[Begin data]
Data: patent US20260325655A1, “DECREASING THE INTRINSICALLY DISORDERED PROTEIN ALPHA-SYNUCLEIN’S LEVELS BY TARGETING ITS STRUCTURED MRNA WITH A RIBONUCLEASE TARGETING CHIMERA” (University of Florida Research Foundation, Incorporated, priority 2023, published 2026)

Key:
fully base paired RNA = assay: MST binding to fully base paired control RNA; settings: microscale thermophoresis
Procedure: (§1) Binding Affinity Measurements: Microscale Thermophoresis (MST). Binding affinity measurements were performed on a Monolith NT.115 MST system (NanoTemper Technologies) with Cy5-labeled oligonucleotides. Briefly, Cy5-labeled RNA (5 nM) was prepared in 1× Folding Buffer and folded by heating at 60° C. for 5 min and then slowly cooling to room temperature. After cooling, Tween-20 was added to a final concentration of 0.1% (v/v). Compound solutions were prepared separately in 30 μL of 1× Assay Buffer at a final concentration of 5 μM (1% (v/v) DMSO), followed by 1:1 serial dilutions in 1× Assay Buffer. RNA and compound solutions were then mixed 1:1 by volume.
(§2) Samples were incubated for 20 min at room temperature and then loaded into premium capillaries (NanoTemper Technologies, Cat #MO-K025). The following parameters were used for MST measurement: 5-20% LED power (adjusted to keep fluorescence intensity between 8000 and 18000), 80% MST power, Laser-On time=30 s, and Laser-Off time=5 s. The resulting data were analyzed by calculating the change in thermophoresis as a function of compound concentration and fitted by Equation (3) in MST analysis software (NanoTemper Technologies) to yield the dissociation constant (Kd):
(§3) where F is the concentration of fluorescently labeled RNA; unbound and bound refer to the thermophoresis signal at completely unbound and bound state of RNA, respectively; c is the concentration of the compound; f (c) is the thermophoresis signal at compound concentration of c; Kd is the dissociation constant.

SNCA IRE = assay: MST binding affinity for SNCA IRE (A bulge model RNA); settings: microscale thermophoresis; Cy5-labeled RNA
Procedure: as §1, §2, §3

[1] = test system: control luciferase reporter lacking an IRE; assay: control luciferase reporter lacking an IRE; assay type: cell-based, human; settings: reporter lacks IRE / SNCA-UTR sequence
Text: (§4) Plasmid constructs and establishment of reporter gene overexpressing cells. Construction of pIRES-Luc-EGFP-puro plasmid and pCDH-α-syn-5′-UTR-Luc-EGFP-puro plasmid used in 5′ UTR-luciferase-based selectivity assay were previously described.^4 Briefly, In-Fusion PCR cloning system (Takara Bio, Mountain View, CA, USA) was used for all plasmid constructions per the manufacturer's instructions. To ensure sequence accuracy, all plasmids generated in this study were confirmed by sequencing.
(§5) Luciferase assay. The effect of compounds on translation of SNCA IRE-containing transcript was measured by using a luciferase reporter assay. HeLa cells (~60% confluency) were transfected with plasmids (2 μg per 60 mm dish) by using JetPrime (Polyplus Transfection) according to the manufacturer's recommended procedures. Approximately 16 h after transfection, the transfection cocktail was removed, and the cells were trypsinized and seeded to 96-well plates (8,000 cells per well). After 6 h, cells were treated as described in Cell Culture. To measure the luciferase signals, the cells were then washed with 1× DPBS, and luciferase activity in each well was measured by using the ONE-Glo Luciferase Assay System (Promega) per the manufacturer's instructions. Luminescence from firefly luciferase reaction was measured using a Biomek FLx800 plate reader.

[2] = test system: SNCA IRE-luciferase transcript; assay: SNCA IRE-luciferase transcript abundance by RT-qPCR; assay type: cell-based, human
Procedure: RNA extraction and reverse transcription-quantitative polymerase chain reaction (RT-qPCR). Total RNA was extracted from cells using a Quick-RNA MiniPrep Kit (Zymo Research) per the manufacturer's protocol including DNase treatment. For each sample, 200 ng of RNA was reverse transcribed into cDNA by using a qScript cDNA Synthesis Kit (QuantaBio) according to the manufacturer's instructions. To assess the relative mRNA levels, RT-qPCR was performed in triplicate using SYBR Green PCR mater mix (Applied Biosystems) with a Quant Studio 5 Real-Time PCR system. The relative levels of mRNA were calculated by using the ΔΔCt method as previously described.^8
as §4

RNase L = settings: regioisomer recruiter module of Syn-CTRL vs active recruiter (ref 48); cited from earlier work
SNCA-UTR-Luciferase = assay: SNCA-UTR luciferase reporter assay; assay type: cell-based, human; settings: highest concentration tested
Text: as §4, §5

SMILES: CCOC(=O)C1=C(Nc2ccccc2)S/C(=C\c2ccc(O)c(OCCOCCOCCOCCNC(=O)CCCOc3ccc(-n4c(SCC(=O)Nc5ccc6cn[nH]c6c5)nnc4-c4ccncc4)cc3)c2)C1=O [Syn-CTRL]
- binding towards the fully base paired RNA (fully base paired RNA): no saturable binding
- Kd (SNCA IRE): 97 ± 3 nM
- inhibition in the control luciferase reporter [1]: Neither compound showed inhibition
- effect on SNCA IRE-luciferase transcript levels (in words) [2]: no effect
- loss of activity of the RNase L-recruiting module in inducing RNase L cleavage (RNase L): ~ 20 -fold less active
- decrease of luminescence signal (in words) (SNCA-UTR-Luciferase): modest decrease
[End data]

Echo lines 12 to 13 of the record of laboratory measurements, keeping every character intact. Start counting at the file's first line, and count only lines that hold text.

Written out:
[2] = test system: SNCA IRE-luciferase transcript; assay: SNCA IRE-luciferase transcript abundance by RT-qPCR; assay type: cell-based, human
Procedure: RNA extraction and reverse transcription-quantitative polymerase chain reaction (RT-qPCR). Total RNA was extracted from cells using a Quick-RNA MiniPrep Kit (Zymo Research) per the manufacturer's protocol including DNase treatment. For each sample, 200 ng of RNA was reverse transcribed into cDNA by using a qScript cDNA Synthesis Kit (QuantaBio) according to the manufacturer's instructions. To assess the relative mRNA levels, RT-qPCR was performed in triplicate using SYBR Green PCR mater mix (Applied Biosystems) with a Quant Studio 5 Real-Time PCR system. The relative levels of mRNA were calculated by using the ΔΔCt method as previously described.^8